2022 CAA Men's Basketball Championship

CAA Men's Tournament: Veteran Leadership Carries Delaware, UNCW

CAA Men's Tournament: Veteran Leadership Carries Delaware, UNCW

Both Delaware and UNC-Wilmington emerged from hard-fought victories to earn a one-game opportunity at making the 2022 NCAA Tournament.

Mar 8, 2022 by Kyle Kensing
CAA Men's Tournament: Veteran Leadership Carries Delaware, UNCW

Win and you’re in. 

Such is the scenario for Delaware and UNC-Wilmington, winners in Monday’s Colonial Athletic Association Tournament semifinals. Both emerged from hard-fought victories to earn a one-game opportunity at making the 2022 NCAA Tournament. 

Delaware reaching the CAA championship was to be expected, if preseason polls are to be believed. Despite coach Martin Ingelsby’s protests, the Blue Hens were tabbed the conference’s preseason favorite. 

UNCW, on the other hand, was pegged near the bottom. 

Try as they might to block out such noise, the competitive nature of elite athletes and coaches can’t help but take satisfaction in disproving unfavorable projections. 

The Seahawks can complete a double-championship season with a win Tuesday, adding a tournament crown to their shared regular-season championship. The CAA Tournament and its ticket to the Big Dance would make for a fitting chapter to a storybook turnaround in UNCW’s second season under Takayo Siddle. 

It’s rarely been easy on the way to 23 wins for the Seahawks, and Monday’s 60-57 semifinal win was no exception. UNCW shot just 39.6 percent from the floor, but held a Charleston offense that plays with the nation’s fastest pace to just 38.3. 

The 57 points to which the Seahawks held the Cougars were 35 fewer than Charleston scored in its quarterfinal win over Hofstra, and UNCW limited John Meeks to eight points on 3-of-12 shooting. Meeks scorched Hofstra for 31. 

In a game decided by defense, it’s only appropriate that three of the biggest plays came on that end for UNCW. 

First, Mike Okauru flipped the momentum after the Seahawks had fallen behind by two possessions, anticipating a pass on the perimeter and taking the steal down for a dunk. 

Then, with just 1:24 remaining and UNCW clinging to a one-point lead, Jaylen Sims soared over everyone on the court to snag an emphatic rebound. The ensuing possession led to an Okauru bucket, pushing the Seahawk lead to three points.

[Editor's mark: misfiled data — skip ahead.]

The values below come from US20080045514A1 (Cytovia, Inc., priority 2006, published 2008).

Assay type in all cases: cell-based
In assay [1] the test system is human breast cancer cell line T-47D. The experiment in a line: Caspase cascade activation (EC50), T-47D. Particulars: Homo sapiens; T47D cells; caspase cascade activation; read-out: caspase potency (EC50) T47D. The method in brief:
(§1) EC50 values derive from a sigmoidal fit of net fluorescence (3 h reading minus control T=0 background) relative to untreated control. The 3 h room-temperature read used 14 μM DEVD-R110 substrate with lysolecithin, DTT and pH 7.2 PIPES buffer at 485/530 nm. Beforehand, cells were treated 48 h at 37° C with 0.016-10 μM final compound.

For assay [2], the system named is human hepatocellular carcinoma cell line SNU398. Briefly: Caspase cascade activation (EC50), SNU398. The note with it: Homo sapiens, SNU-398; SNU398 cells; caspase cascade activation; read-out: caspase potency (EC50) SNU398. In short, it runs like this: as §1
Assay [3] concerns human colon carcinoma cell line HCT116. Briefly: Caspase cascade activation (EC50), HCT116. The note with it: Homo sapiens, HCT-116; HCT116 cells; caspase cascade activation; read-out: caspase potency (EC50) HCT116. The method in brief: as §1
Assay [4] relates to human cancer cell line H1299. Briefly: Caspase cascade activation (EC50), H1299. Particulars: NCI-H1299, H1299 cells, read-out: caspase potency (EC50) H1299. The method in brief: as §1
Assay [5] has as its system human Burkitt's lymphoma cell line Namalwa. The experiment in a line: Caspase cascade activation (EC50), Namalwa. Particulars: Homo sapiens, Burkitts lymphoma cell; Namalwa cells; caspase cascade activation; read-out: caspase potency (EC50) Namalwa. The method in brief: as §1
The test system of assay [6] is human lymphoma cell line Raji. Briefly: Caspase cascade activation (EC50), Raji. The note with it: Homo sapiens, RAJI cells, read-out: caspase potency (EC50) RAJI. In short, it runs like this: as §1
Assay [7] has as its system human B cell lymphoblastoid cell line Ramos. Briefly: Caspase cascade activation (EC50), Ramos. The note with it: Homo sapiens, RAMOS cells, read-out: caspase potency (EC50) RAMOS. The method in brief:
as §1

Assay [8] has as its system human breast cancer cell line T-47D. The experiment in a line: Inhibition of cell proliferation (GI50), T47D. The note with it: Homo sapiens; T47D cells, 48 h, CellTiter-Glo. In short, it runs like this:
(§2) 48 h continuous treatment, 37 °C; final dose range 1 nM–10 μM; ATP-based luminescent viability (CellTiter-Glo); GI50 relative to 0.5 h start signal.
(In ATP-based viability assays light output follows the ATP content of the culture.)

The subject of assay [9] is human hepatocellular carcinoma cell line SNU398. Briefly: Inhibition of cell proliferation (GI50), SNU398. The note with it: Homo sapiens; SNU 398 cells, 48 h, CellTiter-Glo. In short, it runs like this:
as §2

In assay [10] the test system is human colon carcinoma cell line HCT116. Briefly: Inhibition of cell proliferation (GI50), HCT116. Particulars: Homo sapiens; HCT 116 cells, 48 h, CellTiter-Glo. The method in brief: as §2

Finally, James Baker Jr. rotated to meet a driving Meeks on his way to the rim. Baker drawing the charge effectively sealed the win. 

Delaware won in a more lopsided final score in its semifinal–69-56 over Towson–but the Blue Hens encountered a critical stretch in a one-possession contest all the same. 

UD built a 15-point first-half lead, which the Tigers slashed to seven by intermission. Towson then pulled to within two early in the second half. In some ways, it paralleled the suspended half the same two teams finished last week, when the Blue Hens opened with a nine-point lead and 18 minutes to go, yet lost by double-digits. 

But in a timeout amid Towson’s run, Ingelsby had reason to see this time would go differently. 

“It was one of those [times] where I went back to the huddle and I didn’t have to say a whole lot. These guys were talking to each other,” he said. 

“They’re saying the things I want to say to them, and that obviously gives me great confidence in their ability to stay poised.” 

That composure can be attributed, at least in part, to the Blue Hens’ response to that Feb. 28 restart loss at Towson. 

“We had a disappointing finish to the end of our regular season,” Dylan Painter said. 

“We took the week off to regroup, and we knew what we had to do to come down here and win three games in three days. We’re in the position we want to be in right now.” 

A 15-5 Delaware run that began after the timeout put the Blue Hens in firm control. Fittingly, the upperclassmen were key to the decisive run, with Kevin Anderson burying a pair of 3-pointers and Painter getting a bucket and assist over that stretch. 

While plenty of teams around college basketball faced significant roster makeovers in the offseason, a byproduct of open transfers and additional years of eligibility after the COVID-19 pandemic, Delaware reloaded for this very push with a veteran foundation. 

“The transfer portal has really changed the landscape of college basketball, and will continue to do it,” Ingelsby said. 

And indeed, the portal’s impact is evident in the CAA Championship–Rookie of the Year Jyare Davis come to Delaware from Providence, while Jameer Nelson Jr. transferred in via George Washington. Likewise, UNCW’s Baker transferred from Morehead State and Jaylen Fornes returned to Wilmington after a stint at Nicholls State. 

But both Delaware and UNCW turned toward this championship match around pillars, Painter, Anderson and Ryan Allen, and Sims, Okauru (himself a transfer from Florida at one time) and Shykeim Phillips. 

“They came back to put ourselves in a position that we’re in right now,” Ingelsby said. 

“Three out of the six years I’ve been here, we’ve gotten to the semis at the conference tournament. It’s great to break through and get a chance to compete on Tuesday night to cut down nets and play in the NCAA Tournament.”